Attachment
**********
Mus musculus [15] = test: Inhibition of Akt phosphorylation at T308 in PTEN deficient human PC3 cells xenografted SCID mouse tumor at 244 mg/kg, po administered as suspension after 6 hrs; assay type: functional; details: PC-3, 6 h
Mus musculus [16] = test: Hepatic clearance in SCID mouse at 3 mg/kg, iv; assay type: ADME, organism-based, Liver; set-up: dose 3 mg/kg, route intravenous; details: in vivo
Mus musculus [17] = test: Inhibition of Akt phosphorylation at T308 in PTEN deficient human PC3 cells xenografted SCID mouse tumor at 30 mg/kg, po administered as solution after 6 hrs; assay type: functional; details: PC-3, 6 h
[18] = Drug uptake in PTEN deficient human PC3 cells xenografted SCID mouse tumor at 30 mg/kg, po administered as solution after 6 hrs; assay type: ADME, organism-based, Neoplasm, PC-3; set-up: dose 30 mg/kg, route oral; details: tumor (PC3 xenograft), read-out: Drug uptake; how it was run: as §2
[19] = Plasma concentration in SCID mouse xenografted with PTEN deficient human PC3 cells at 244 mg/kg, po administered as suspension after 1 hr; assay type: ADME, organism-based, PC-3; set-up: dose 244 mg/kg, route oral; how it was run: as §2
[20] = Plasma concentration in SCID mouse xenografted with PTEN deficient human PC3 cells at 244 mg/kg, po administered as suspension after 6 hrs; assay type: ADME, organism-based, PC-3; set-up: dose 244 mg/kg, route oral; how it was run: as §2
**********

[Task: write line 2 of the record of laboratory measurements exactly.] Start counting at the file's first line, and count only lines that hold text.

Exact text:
Mus musculus [16] = test: Hepatic clearance in SCID mouse at 3 mg/kg, iv; assay type: ADME, organism-based, Liver; set-up: dose 3 mg/kg, route intravenous; details: in vivo